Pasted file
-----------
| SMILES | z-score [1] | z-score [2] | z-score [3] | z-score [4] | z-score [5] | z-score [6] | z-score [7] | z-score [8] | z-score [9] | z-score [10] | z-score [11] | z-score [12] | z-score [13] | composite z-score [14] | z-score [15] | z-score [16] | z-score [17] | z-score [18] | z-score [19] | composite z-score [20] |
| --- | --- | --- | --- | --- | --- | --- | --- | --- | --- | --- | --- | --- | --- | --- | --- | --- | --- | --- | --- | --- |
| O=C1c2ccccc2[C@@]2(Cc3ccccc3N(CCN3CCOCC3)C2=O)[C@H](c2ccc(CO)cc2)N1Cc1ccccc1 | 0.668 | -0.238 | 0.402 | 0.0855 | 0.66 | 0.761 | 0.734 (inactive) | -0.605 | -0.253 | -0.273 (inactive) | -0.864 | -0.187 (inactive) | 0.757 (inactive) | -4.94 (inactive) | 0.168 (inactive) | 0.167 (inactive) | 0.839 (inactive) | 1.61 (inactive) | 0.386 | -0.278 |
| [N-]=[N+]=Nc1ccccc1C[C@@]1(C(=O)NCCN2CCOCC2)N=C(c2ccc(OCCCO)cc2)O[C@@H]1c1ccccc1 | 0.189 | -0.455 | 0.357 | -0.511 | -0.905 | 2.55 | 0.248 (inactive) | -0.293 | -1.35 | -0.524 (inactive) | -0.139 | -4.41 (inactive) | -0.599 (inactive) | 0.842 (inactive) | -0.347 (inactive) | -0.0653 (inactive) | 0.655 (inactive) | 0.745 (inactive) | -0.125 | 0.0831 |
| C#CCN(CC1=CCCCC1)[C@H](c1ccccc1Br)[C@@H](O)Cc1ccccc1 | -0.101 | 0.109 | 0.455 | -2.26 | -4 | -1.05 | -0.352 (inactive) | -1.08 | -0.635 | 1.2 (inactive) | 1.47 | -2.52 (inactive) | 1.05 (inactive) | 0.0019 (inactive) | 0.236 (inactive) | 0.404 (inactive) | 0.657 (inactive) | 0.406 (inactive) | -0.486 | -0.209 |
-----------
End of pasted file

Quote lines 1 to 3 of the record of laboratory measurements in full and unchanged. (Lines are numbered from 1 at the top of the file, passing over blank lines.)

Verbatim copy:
| SMILES | z-score [1] | z-score [2] | z-score [3] | z-score [4] | z-score [5] | z-score [6] | z-score [7] | z-score [8] | z-score [9] | z-score [10] | z-score [11] | z-score [12] | z-score [13] | composite z-score [14] | z-score [15] | z-score [16] | z-score [17] | z-score [18] | z-score [19] | composite z-score [20] |
| --- | --- | --- | --- | --- | --- | --- | --- | --- | --- | --- | --- | --- | --- | --- | --- | --- | --- | --- | --- | --- |
| O=C1c2ccccc2[C@@]2(Cc3ccccc3N(CCN3CCOCC3)C2=O)[C@H](c2ccc(CO)cc2)N1Cc1ccccc1 | 0.668 | -0.238 | 0.402 | 0.0855 | 0.66 | 0.761 | 0.734 (inactive) | -0.605 | -0.253 | -0.273 (inactive) | -0.864 | -0.187 (inactive) | 0.757 (inactive) | -4.94 (inactive) | 0.168 (inactive) | 0.167 (inactive) | 0.839 (inactive) | 1.61 (inactive) | 0.386 | -0.278 |